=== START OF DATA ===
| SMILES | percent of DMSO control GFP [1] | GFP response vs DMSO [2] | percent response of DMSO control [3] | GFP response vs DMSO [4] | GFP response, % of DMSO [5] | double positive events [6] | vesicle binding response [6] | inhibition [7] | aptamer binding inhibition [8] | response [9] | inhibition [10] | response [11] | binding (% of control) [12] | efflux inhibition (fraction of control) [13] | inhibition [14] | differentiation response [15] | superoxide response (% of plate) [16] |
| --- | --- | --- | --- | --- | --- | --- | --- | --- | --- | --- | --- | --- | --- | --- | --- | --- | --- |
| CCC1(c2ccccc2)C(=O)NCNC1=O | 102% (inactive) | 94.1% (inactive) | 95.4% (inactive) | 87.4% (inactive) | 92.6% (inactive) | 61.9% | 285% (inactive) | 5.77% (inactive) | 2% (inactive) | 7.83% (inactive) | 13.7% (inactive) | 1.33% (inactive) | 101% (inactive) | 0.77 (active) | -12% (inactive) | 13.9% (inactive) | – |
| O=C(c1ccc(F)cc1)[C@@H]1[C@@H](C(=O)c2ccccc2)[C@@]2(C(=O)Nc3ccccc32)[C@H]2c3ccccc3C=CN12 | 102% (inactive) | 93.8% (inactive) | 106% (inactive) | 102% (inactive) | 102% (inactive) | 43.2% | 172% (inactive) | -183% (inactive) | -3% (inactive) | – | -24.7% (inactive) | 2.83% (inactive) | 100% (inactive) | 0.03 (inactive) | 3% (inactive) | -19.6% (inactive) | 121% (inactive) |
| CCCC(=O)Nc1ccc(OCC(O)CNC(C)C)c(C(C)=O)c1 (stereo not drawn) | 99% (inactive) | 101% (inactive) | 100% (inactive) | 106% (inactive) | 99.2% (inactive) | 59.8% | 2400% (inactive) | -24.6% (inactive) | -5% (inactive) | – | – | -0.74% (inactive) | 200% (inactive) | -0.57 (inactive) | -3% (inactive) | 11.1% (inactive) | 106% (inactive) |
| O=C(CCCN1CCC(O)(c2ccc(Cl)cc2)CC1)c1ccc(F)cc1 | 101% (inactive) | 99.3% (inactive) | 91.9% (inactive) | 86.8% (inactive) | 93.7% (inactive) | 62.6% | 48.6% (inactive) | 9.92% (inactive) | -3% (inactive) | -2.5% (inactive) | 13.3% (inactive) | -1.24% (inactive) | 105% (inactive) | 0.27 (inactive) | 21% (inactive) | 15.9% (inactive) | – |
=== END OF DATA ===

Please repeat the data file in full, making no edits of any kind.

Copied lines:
| SMILES | percent of DMSO control GFP [1] | GFP response vs DMSO [2] | percent response of DMSO control [3] | GFP response vs DMSO [4] | GFP response, % of DMSO [5] | double positive events [6] | vesicle binding response [6] | inhibition [7] | aptamer binding inhibition [8] | response [9] | inhibition [10] | response [11] | binding (% of control) [12] | efflux inhibition (fraction of control) [13] | inhibition [14] | differentiation response [15] | superoxide response (% of plate) [16] |
| --- | --- | --- | --- | --- | --- | --- | --- | --- | --- | --- | --- | --- | --- | --- | --- | --- | --- |
| CCC1(c2ccccc2)C(=O)NCNC1=O | 102% (inactive) | 94.1% (inactive) | 95.4% (inactive) | 87.4% (inactive) | 92.6% (inactive) | 61.9% | 285% (inactive) | 5.77% (inactive) | 2% (inactive) | 7.83% (inactive) | 13.7% (inactive) | 1.33% (inactive) | 101% (inactive) | 0.77 (active) | -12% (inactive) | 13.9% (inactive) | – |
| O=C(c1ccc(F)cc1)[C@@H]1[C@@H](C(=O)c2ccccc2)[C@@]2(C(=O)Nc3ccccc32)[C@H]2c3ccccc3C=CN12 | 102% (inactive) | 93.8% (inactive) | 106% (inactive) | 102% (inactive) | 102% (inactive) | 43.2% | 172% (inactive) | -183% (inactive) | -3% (inactive) | – | -24.7% (inactive) | 2.83% (inactive) | 100% (inactive) | 0.03 (inactive) | 3% (inactive) | -19.6% (inactive) | 121% (inactive) |
| CCCC(=O)Nc1ccc(OCC(O)CNC(C)C)c(C(C)=O)c1 (stereo not drawn) | 99% (inactive) | 101% (inactive) | 100% (inactive) | 106% (inactive) | 99.2% (inactive) | 59.8% | 2400% (inactive) | -24.6% (inactive) | -5% (inactive) | – | – | -0.74% (inactive) | 200% (inactive) | -0.57 (inactive) | -3% (inactive) | 11.1% (inactive) | 106% (inactive) |
| O=C(CCCN1CCC(O)(c2ccc(Cl)cc2)CC1)c1ccc(F)cc1 | 101% (inactive) | 99.3% (inactive) | 91.9% (inactive) | 86.8% (inactive) | 93.7% (inactive) | 62.6% | 48.6% (inactive) | 9.92% (inactive) | -3% (inactive) | -2.5% (inactive) | 13.3% (inactive) | -1.24% (inactive) | 105% (inactive) | 0.27 (inactive) | 21% (inactive) | 15.9% (inactive) | – |